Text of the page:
Monday, December 9, 2019

Why Don't We Talk About Male Infertility More?

Many times, male fertility is compromised by chemicals. Radiation from phones and computers makes the situation worse. Diet is important for male fertility. See the full article for details.

Story via Philadelphia News (

Wednesday, December 4, 2019

'Fertile Yoga' Reduces Stress And Increases Hopefulness In Women Undergoing Fertility Treatment

A study of 55 women who practiced "fertile yoga" found the women experienced decreased sadness, decreased stress, and increased hopefulness.

Fertile yoga is a specific type of yoga where women who are trying fertility treatments practice two techniques. Quoted from the article, the two specific techniques are:

1. A one-minute mantra: “I am strong, healthy, resilient, hopeful, capable and fertile.”

2. Seven movements of the spine like forwarding flexion, backbend extension, lateral left bend, and lateral right bend, left rotation twist, right rotation twist, and axial extension.

Story via Divya Ramaswam for International Business Times

Monday, November 25, 2019

Nutritional Tips For A Healthy Pregnancy

Foods great for pregnant women include whole grains, fruits, vegetables, lean proteins, and dairy products. Pregnant women should try to avoid caffeine, unpasteurized food, alcohol, raw meat, and certain types of fish that could be high in mercury. Mercury contamination can severely harm unborn babies. Choline is beneficial for the brain development of a fetus. Great sources of choline include egg yolks, legumes, poultry, cruciferous vegetables, and nuts. See the article for more nutritional information! Story via Cari Nierenberg - Live Science Contributor

Wednesday, November 20, 2019

Start-up which improves IVF success rates wins tech prize from European Rabbis

An Israeli start-up, Embryonics, won the top tech prize from a group of European Rabbis. Embryonics improves IVF odds by using big data and artificial intelligence to monitor and select embryos.

Story via Jewish News

Tuesday, November 5, 2019

Low Birth Weight Linked to Cardiovascular Risk Later in Life

Researchers at the University of West Virginia conducted a study and found that low birth weight of a baby can lead to cardiovascular issues later in life. However, people with low birth weight can be proactive about their heath from childhood to adulthood. Also, it might be helpful to avoid risky behavior like smoking.

Story via Patrick Campbell

Thursday, October 31, 2019

7 Ways Infertility Impacts Your Relationship

It can be tough to deal with infertility. Here is a list of 7 things to look out for in your relationship from the article by Rachael Pace.

1) It becomes an obsession What you can do: Look for ways to connect. 2) Your life isn’t what you thought it would be What you can do: have a plan. 3) Sex is no longer fun What you can do: Make date night a priority. 4) Frustrations and frequent arguments What you can do: Learn how to fight fair. 5) Fears your partner will blame you What you can do: communicate regularly. 6) Feelings of loneliness What you can do: Find a support group. 7) Financial difficulties What you can do: Budget and speak openly about money.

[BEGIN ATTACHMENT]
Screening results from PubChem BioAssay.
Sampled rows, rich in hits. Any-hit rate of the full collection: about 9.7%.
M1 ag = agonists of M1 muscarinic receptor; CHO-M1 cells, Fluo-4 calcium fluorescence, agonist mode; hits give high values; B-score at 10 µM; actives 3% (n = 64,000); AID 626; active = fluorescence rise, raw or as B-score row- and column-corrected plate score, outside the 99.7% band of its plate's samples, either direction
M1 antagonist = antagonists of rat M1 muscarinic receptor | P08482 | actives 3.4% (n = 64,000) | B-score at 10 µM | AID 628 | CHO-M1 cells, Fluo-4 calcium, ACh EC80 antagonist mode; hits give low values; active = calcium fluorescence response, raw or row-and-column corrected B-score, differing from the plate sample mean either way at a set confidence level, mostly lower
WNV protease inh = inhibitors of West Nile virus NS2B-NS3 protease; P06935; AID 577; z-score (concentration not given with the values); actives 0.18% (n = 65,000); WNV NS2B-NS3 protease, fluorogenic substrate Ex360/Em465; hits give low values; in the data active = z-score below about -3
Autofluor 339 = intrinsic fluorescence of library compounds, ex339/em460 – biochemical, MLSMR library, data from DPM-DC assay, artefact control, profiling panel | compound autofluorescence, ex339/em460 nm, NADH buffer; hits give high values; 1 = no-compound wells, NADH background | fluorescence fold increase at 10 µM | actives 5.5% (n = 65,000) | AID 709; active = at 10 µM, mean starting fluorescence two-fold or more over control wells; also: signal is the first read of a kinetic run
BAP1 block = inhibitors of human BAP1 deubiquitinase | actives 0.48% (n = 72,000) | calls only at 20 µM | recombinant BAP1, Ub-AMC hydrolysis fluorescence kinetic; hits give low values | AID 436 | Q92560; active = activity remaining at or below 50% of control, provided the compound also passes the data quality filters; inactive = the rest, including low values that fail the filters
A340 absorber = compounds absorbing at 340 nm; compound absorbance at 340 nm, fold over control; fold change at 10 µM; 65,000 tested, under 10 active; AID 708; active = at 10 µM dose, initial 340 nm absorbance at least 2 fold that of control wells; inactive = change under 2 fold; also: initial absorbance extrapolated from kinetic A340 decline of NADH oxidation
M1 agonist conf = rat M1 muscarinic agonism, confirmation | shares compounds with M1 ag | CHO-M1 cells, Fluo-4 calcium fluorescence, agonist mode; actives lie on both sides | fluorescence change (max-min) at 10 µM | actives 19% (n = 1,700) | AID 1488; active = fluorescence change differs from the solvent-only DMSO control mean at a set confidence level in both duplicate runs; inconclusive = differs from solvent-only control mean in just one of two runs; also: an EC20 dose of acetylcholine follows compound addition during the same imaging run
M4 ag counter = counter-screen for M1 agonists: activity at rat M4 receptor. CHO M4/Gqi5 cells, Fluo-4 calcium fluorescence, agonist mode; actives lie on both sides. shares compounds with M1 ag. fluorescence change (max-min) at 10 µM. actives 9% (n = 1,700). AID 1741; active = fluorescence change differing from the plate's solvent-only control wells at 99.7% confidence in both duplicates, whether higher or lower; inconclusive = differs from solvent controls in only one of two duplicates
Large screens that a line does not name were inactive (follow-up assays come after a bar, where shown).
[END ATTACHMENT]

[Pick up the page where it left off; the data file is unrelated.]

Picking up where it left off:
See full article for details! Story via Rachael Pace for

Monday, October 21, 2019

Twin births in the US finally decline as fertility treatment becomes more cautious

The twin birth rate has declined for the past four years after rising for decades. Over the past four years, single embryo transfers have become more common for IVF treatment. Single embryo transfers are less risky, and are less expensive, than twins.

Story via Marie McCullough

Friday, September 13, 2019

Can women pause their biological clocks

The quality of a woman's eggs decreases as the woman gets older. Older female eggs are more likely to produce a child with birth defects, and older eggs have a higher miscarriage rate than younger eggs. Hebrew University of Jerusalem (HUJI) researchers have studied worm genes.

Through genetic tests run on worms, the researchers might have found a way to delay human female eggs from aging. This breakthrough might allow females to maintain quality eggs into their 30s and 40s. See the article for full details.

Story via Vision Reporter for

Thursday, September 12, 2019

5 Facts About IVF (& 5 Myths About It)

The following is a list of myths and facts about IVF by Jessica Sayers. Read the full article for details.

10) Myth: IVF means you'll have multiples 9) Fact: IVF does not guarantee success for having a baby 8) Myth: freezing your eggs for later IVF can weaken them 7) Fact: it can take a while before the eggs can be retrieved 6) Myth: women need IVF because they don't have good eggs 5) Fact: it's a multi-step process 4) Myth: kids born from IVF are different 3) Fact: IVF can be costly 2) Myth: you don't need to be worried about age for IVF 1) Fact: there are side effects to IVF

Story via Jessica Sayers for

Monday, September 9, 2019

Vegan diets could put the IQ of the next generation at risk

Plant based vegan diets lack choline, a nutrient found in meat and eggs, that helps the brain development of babies in the womb. Story via Ben Spencer Medical Correspondent for The Daily Mail

Friday, September 6, 2019

How Anxiety and Stress Can Affect Your Fertility

Anxiety and stress negatively impact female fertility. Some ways to reduce stress include, but are not limited to, massages, yoga, acupuncture, and brisk walking one to five hours a week. Exercising too much, and having a poor diet, also contribute to female fertility issues.

Story via Mirel Zaman for